Your body uses sunlight to produce vitamin D. A few foods also provide the nutrient, including some products, such as milk and breakfast cereal, that are enriched with the vitamin. Vitamin D is also available as a dietary supplement. Although the pill is generally safe, do not take it unless your doctor determines that vitamin D supplementation can benefit you. Some people on high doses of vitamin D experience nausea.
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Vitamin D Intake
The Food and Nutrition Board of the Institute of Medicine determines how much vitamin D individuals should take in daily. At birth, babies need 10 mcg of the nutrient in their diet. Starting at 1 year until 70 years of age, individuals require 15 mcg of vitamin D daily. When you turn 71, raise your intake to 20 mcg. Keeping to these limits reduces the risk of nausea and other possible side effects.
Nausea is a bothersome but mostly harmless side effect of taking high doses of vitamin D. More serious conditions caused by vitamin D intoxication -- bone loss, kidney stones and hardening of the heart and kidneys -- are also possible. To prevent toxicity and potentially fatal health problems, the Food and Nutrition Board established an upper intake level for vitamin D to indicate where the safety zone lies. The maximum safe dose from birth to 6 months is 25 mcg daily. Between their sixth month and twelfth month of life, children tolerate up to 37.5 mcg of vitamin D daily. From 1 to 3 years of age, kids can take as much as 62.5 mcg of the nutrient if a pediatrician recommends supplementation. Starting at 4 years of age, the limit rises to 75 mcg daily. When children turn 9 years old, the vitamin D upper intake level for them goes up to 100 mcg. It stays at that limit through adulthood.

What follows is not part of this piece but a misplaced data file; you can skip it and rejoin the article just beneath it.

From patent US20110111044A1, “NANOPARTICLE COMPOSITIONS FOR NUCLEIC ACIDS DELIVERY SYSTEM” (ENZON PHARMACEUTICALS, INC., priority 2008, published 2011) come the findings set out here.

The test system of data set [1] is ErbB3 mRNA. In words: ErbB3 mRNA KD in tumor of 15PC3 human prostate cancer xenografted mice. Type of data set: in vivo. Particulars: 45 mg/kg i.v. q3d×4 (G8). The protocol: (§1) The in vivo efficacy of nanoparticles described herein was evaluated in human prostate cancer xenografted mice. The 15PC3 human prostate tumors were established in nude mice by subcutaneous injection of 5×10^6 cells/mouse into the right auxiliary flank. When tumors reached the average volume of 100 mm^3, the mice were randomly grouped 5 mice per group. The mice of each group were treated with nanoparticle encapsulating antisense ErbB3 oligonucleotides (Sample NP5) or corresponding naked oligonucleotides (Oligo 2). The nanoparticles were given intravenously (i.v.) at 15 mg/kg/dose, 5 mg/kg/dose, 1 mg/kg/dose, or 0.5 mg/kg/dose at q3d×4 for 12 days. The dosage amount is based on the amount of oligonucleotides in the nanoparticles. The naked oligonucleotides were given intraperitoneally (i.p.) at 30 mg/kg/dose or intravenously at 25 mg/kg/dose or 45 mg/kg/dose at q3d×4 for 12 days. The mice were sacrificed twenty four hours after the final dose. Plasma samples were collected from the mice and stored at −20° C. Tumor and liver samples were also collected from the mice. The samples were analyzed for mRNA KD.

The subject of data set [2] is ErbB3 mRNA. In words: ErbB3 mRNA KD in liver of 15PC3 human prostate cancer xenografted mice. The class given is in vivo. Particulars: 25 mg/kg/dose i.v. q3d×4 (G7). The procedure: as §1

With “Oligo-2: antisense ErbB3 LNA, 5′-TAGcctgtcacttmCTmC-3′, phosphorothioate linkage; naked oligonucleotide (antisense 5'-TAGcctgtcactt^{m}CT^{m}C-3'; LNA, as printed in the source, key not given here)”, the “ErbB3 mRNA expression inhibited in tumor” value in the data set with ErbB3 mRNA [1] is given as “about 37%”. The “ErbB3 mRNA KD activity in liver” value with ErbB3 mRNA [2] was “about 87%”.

The vitamin D your body makes from sunlight does not cause side effects. Symptoms are not linked to eating foods that contain the nutrient, either. Adverse reactions occur when you supplement vitamin D in high doses. If you maintain a normal supply of vitamin D, you avoid the need for supplementation and the potential nausea. Try to spend 45 minutes -- up to three hours if your skin is dark -- in the sun weekly, University of Maryland Medical Center recommends. In addition, eat foods that offer the nutrient. Salmon, herring and other fatty fishes are good natural sources; so are eggs and enriched milk. If your doctor recommends supplementation, do not take more than the dose she prescribes.
Contact your doctor if you feel nauseated after taking the vitamin D dosage she prescribed. Do not dismiss the symptom. Your doctor may need to adjust your prescription or investigate the cause of your gastric problem.